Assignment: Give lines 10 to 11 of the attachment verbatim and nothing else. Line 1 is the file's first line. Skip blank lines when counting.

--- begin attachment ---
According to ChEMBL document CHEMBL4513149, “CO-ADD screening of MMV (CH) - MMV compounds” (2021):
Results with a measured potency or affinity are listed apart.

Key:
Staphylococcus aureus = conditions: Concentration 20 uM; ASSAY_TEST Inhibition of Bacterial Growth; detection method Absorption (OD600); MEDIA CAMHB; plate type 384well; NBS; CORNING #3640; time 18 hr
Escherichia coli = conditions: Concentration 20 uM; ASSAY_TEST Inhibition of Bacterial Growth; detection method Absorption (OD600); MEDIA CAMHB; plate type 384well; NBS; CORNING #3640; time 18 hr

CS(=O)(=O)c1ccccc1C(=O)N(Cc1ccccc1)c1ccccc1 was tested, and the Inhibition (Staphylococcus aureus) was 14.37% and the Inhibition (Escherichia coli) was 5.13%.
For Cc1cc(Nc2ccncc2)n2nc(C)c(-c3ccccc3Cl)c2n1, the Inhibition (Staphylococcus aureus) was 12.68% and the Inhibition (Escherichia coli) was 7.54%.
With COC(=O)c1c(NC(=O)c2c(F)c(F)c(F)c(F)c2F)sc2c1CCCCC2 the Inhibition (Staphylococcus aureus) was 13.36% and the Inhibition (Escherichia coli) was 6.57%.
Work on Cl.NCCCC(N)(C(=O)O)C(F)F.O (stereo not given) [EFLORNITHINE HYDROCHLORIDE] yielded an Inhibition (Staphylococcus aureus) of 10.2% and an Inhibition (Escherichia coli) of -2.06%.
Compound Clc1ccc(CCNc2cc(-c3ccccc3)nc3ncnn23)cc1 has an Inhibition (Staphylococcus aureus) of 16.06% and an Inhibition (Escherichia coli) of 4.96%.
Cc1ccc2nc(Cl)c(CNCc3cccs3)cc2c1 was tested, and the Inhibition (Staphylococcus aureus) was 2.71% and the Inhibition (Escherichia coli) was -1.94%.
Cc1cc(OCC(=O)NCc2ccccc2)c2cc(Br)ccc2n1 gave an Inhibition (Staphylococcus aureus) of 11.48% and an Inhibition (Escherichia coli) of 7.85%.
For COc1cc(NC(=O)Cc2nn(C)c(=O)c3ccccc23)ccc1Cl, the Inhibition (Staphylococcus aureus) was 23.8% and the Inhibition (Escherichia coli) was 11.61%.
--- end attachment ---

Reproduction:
Compound Clc1ccc(CCNc2cc(-c3ccccc3)nc3ncnn23)cc1 has an Inhibition (Staphylococcus aureus) of 16.06% and an Inhibition (Escherichia coli) of 4.96%.
Cc1ccc2nc(Cl)c(CNCc3cccs3)cc2c1 was tested, and the Inhibition (Staphylococcus aureus) was 2.71% and the Inhibition (Escherichia coli) was -1.94%.